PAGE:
Fiance is $100,000 in debt
Dear Debt Adviser,
First of all, I live in California, and I have been in a relationship with my boyfriend for quite some time, and we are planning to get married soon. He has a $100,000-plus school loan in his name, and I was wondering if I will be made accountable for paying off his loan with him as well?
The second question I have is that he claims that he will be able to get rid of that loan by declaring bankruptcy. Is that possible, and, if it is, will it affect me in any way if he declares bankruptcy before we get married?— Marie
You are smart to be asking these questions before saying, “I do.” I detect a glimmer of concern that your intended may have some untidy financial habits. Picking up his socks is one thing; picking up his debts is something else altogether. To answer the first part of your question, no, you are not responsible for loans or debts that were incurred by your fiance before your marriage. However, you do become responsible for any new loans or debts that are accrued during the marriage. The reason for this is that California is a community property state. Assets and liabilities accumulated after the marriage are generally shared equally between spouses regardless of which spouse incurred them.
For my readers in others states who think they may be off the hook for their other half’s financial missteps, be advised that California is not the only community property state. Others include Arizona, Idaho, Louisiana, Nevada, New Mexico, Texas, Washington and Wisconsin, and the 51st state, Puerto Rico. Alaska has an opt-in community property law, meaning property is separate unless both parties agree to make it community property through a community property agreement or a community property trust.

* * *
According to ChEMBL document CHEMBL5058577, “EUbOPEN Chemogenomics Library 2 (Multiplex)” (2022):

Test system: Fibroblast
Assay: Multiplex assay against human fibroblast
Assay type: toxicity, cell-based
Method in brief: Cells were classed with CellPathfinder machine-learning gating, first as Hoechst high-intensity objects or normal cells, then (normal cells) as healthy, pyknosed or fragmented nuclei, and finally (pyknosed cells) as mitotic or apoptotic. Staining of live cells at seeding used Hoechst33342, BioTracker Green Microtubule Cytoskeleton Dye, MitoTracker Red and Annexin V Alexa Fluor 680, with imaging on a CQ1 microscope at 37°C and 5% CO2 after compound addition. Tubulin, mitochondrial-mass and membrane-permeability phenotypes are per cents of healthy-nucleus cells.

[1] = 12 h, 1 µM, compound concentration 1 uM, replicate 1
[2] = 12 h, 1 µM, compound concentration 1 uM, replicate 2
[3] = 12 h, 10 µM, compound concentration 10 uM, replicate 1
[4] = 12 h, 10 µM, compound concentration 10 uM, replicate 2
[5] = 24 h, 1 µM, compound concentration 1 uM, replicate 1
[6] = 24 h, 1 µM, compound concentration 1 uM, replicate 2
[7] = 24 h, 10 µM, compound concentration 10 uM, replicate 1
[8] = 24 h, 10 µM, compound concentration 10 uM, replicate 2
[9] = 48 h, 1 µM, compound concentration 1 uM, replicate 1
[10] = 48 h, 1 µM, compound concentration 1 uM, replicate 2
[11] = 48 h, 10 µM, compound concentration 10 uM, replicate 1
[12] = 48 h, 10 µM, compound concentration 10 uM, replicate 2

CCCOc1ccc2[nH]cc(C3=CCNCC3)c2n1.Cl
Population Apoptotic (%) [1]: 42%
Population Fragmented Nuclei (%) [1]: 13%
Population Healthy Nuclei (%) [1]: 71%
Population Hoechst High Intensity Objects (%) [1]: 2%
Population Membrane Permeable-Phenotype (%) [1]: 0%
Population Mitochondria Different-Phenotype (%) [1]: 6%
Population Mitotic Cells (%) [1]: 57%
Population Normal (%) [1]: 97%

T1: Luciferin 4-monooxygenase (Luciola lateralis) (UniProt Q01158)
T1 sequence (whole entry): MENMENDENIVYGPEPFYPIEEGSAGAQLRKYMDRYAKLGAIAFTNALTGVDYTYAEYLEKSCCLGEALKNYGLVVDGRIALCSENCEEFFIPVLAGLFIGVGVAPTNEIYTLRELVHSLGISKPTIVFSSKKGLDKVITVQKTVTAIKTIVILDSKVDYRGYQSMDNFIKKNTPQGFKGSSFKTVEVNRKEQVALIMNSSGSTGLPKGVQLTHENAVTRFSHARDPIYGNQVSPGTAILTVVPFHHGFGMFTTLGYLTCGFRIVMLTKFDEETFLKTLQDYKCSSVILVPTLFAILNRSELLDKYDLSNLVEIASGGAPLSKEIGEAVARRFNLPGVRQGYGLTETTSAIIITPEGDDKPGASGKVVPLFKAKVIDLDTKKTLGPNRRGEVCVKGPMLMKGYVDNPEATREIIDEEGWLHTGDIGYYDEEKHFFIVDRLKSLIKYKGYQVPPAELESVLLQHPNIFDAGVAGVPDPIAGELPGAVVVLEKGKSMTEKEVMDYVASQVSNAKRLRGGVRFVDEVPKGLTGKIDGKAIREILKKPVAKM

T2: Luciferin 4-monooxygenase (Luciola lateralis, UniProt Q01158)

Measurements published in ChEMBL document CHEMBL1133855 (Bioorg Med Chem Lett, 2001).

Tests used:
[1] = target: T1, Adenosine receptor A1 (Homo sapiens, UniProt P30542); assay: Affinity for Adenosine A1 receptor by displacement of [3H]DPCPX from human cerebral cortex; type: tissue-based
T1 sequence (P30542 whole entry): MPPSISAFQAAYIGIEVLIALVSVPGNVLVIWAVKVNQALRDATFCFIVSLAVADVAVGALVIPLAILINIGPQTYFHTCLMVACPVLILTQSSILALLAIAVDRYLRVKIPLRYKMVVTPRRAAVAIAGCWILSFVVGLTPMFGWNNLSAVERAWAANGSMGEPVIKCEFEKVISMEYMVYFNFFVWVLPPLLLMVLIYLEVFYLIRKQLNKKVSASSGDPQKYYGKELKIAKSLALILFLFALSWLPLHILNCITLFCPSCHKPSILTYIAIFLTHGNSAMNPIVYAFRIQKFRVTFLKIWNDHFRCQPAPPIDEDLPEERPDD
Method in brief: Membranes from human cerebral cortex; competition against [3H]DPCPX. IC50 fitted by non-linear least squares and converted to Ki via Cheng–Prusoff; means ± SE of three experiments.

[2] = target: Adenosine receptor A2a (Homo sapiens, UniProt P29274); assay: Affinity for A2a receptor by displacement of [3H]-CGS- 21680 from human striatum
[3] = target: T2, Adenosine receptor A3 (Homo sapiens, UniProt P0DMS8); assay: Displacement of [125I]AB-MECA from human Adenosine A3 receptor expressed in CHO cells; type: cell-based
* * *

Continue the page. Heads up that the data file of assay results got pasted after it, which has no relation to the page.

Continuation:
A question I would encourage you to ask your future husband is how he plans to repay his $100,000-plus student loan debt. I’m afraid that filing for bankruptcy to dodge the debt may not work as well as he envisions. The Bankruptcy Abuse Prevention and Consumer Protection Act of 2005 provides the same protections for privately funded school loans as those for guaranteed federal loans.
To have student loans discharged in a bankruptcy, your fiance would have to prove that payment of the loans would cause him “undue hardship.” The courts do not consider very many things to cause “undue hardship.” So, for example, unless your fiance can prove that he is physically unable to work now or in the foreseeable future, repayment of his student loans is definitely going to be part of his future and yours, if you decide to marry him.
What he needs, and I suggest you insist on, is a financial plan that includes aggressive student loan repayment. Your fiance should take the lead in fitting a repayment plan into your budget. The reality of the situation is that you will probably end up sharing some of the sacrifices that will likely be caused by having to use otherwise discretionary income for loan repayment.
I typically advise that couples keep some credit in their own names. I would encourage you to keep or establish credit in your own name even after you are married. Should your fiance decide to consolidate his student loans, do not sign on as a responsible party. And if his plan is to consolidate, have him do so before you are married. Otherwise, you may be saying, “I debt” when you say, “I do!”
In the second part of your question, you asked if his bankruptcy would affect you in any way. Remember that new debts incurred after your marriage takes place, even if your name is not on the loan and even if you didn’t know about or benefit from the debt, could become your responsibility as well in a community property state. So while a premarital bankruptcy might not affect you financially, any new accumulation of debt or a second bankruptcy later would. I’m a bit concerned that a bright young man, as evidenced by his ability to get into an institution of higher learning that clearly charges a lot for its education, should so quickly try to ditch his obligations. Should he subsequently repeat this pattern and declare bankruptcy on any new loans acquired during your marriage, they could become your responsibility.